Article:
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Around the Web: Islands in the South China Sea


08 May Around the Web: Islands in the South China Sea

China has intensified construction on artificial islands in the South China Sea in recent months. At the end of April, the Association of Southeast Asian Nations (ASEAN) — which includes the Philippines and Vietnam, rival South China Sea claimants who have clashed with China – issued a statement saying that China’s landfill work “eroded trust and confidence and may undermine peace, security and stability in the South China Sea”. We take a look at articles around the web on the maritime disputes.

Future Developments: What’s Next in the South China Sea?

China may soon field large-scale mobile sea platforms, which are being called “floating islands” by observers, according to a recent report in the US magazine Popular Science.

In a commentary for the S. Rajaratnam School of International Studies, also published in The Nation, Nguyen Hong Thao discusses the implications if these platforms are fielded in the South China Sea – including the fact that their legal status under the United Nations Convention on Law of the Sea (UNCLOS) is unclear. Do they count as artificial structures, or just ships?

The View from the Philippines

In an interview published in the Asian Correspondent, Madhu Narasimhan speaks to Laura Q. Del Rosario, Philippines Undersecretary of Foreign Affairs and APEC National Secretary, answering questions ranging from the Philippines’ concerns about China’s moves in the South China Sea, ties with the United States, and the need for ASEAN unity. An excerpt from the interview is below.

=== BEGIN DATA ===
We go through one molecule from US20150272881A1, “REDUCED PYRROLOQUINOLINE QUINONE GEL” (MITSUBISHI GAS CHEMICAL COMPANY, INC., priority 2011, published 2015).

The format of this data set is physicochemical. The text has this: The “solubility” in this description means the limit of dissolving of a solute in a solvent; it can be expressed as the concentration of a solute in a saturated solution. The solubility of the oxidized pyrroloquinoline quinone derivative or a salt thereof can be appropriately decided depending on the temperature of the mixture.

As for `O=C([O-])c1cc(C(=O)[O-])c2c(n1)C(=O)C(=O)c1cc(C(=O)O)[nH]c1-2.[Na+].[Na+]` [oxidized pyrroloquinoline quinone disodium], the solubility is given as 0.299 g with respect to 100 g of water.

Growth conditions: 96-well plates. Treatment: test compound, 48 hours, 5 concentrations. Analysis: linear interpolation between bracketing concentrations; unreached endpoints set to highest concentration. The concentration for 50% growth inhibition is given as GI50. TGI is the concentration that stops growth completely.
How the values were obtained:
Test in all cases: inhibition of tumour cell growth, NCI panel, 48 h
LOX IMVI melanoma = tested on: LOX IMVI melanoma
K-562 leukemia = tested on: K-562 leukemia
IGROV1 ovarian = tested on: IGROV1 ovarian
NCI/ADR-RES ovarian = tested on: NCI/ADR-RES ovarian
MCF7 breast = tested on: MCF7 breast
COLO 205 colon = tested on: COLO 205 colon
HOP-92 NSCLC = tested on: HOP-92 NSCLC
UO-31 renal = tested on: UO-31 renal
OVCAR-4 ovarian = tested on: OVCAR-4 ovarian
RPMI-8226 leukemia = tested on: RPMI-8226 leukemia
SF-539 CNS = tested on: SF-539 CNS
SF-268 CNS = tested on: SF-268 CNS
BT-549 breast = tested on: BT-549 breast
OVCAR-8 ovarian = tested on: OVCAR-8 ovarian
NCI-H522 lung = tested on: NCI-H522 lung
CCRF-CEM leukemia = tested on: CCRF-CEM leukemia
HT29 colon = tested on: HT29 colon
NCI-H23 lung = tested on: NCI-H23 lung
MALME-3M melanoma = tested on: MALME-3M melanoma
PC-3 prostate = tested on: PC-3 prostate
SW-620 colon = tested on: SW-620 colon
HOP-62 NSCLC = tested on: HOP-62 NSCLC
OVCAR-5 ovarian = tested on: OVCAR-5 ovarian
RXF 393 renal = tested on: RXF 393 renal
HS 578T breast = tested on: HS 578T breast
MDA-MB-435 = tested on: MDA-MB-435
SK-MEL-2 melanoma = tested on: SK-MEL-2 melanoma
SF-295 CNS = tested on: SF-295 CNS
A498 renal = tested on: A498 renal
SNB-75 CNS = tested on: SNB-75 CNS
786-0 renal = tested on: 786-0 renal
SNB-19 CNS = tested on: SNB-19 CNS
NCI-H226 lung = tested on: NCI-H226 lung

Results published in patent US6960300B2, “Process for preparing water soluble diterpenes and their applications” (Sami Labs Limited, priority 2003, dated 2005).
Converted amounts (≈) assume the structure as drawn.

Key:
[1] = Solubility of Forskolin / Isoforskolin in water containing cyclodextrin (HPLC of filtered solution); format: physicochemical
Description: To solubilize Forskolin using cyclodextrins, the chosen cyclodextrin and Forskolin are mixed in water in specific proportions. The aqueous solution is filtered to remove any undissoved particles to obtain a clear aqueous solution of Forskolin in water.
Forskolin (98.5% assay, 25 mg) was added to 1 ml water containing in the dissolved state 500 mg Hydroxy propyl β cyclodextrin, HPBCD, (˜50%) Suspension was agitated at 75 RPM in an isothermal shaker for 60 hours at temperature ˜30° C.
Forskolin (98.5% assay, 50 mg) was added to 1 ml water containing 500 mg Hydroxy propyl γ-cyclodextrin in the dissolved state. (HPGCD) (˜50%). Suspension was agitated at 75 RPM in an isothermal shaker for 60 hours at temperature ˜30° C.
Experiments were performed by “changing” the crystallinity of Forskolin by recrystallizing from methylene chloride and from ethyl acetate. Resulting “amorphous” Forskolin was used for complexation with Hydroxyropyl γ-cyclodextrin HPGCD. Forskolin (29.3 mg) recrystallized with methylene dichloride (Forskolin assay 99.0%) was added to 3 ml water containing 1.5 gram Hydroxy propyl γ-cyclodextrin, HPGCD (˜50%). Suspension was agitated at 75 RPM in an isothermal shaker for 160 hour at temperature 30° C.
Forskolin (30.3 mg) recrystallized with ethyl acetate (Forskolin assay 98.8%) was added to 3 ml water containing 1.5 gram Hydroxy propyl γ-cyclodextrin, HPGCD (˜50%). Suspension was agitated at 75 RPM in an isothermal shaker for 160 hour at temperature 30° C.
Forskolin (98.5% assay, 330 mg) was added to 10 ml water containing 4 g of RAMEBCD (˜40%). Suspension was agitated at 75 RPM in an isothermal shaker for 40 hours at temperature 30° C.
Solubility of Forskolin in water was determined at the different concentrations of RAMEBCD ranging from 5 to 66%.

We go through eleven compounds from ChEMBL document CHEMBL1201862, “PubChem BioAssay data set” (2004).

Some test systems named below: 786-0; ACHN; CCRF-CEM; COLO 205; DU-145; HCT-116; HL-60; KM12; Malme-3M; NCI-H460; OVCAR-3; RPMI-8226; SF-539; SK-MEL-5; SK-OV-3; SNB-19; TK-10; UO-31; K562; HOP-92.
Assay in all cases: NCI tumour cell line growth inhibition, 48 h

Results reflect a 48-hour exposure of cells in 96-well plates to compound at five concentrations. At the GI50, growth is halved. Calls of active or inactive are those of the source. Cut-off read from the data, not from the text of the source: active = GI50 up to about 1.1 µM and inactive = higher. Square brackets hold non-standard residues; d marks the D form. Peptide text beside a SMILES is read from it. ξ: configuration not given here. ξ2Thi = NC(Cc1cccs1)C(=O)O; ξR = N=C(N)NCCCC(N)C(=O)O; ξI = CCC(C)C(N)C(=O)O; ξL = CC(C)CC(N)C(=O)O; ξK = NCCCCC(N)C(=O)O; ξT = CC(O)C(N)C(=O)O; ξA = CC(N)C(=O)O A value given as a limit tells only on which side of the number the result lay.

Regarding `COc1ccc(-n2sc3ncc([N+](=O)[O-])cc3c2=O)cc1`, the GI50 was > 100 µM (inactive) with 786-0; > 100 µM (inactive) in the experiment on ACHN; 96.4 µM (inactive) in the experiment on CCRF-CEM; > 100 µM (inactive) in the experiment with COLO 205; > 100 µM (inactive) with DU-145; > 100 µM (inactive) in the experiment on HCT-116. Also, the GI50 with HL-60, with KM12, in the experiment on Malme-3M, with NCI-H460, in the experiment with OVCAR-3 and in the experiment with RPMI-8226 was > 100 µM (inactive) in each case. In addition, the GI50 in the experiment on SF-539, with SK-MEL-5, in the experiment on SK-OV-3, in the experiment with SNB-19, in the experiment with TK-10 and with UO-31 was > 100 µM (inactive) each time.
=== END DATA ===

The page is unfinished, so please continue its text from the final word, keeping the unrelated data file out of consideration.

Q. Does China wish to achieve regional hegemony in the Asia-Pacific? What are your thoughts on China’s maritime and territorial claims in the South China Sea? Is this a security issue on which the Philippines will collaborate with states outside of Asia?

The core issue is China’s nine-dash line in the South China Sea, which is an excessive and expansive claim; a gross violation of international law. The Philippines has long noted China’s acts of intimidation and coercion, which are intended to force a change in the status quo in the South China Sea. Such acts not only threaten our national security but also regional peace and order, and the freedom of navigation and lawful commerce in the South China Sea.

The Philippines has undertaken a strong and consistent position that the rule of law should prevail in settling disputes in the region. In the context of recent developments, this rules-based approach has two fundamental components: first, the conclusion of a substantive and legally-binding ASEAN-China Code of Conduct; and second, third-party arbitration of the various maritime disputes in the South China Sea. This third-party arbitration will happen in accordance with international law – specifically the UN Convention on the Law of the Sea.

We also strive to strengthen alliances and partnerships with countries that have a common stake in the peace and prosperity of the Asia-Pacific region.

Q. Speaking of these alliances and partnerships, where does the US-Philippines relationship stand today? What are your thoughts on the US “pivot to Asia” / “rebalance” strategy in Asia?

The Philippines is America’s oldest treaty ally in Southeast Asia. The United States is the only treaty ally of the Philippines. Together, we have weathered decades of regional conflicts and have contributed to regional stability. We have done so in great part because of our shared democratic principles and values.

The Philippines, along with other countries in the region, has welcomed the US strategy of “rebalance” in Asia. As a Pacific power, it is important for the US to remain fully engaged. Nevertheless, we have noted that the US is currently more focused in the Middle East and Africa – in Libya, Yemen, Syria, and Iraq more than in Asia.

We will continue to work closely with the US government to ensure that their rebalance to Asia is indeed comprehensive, and that it will create new opportunities for the Philippines – not only in defense and security cooperation, but also economically and in terms of people-to-people ties.

Photo Credit: Wikimedia Commons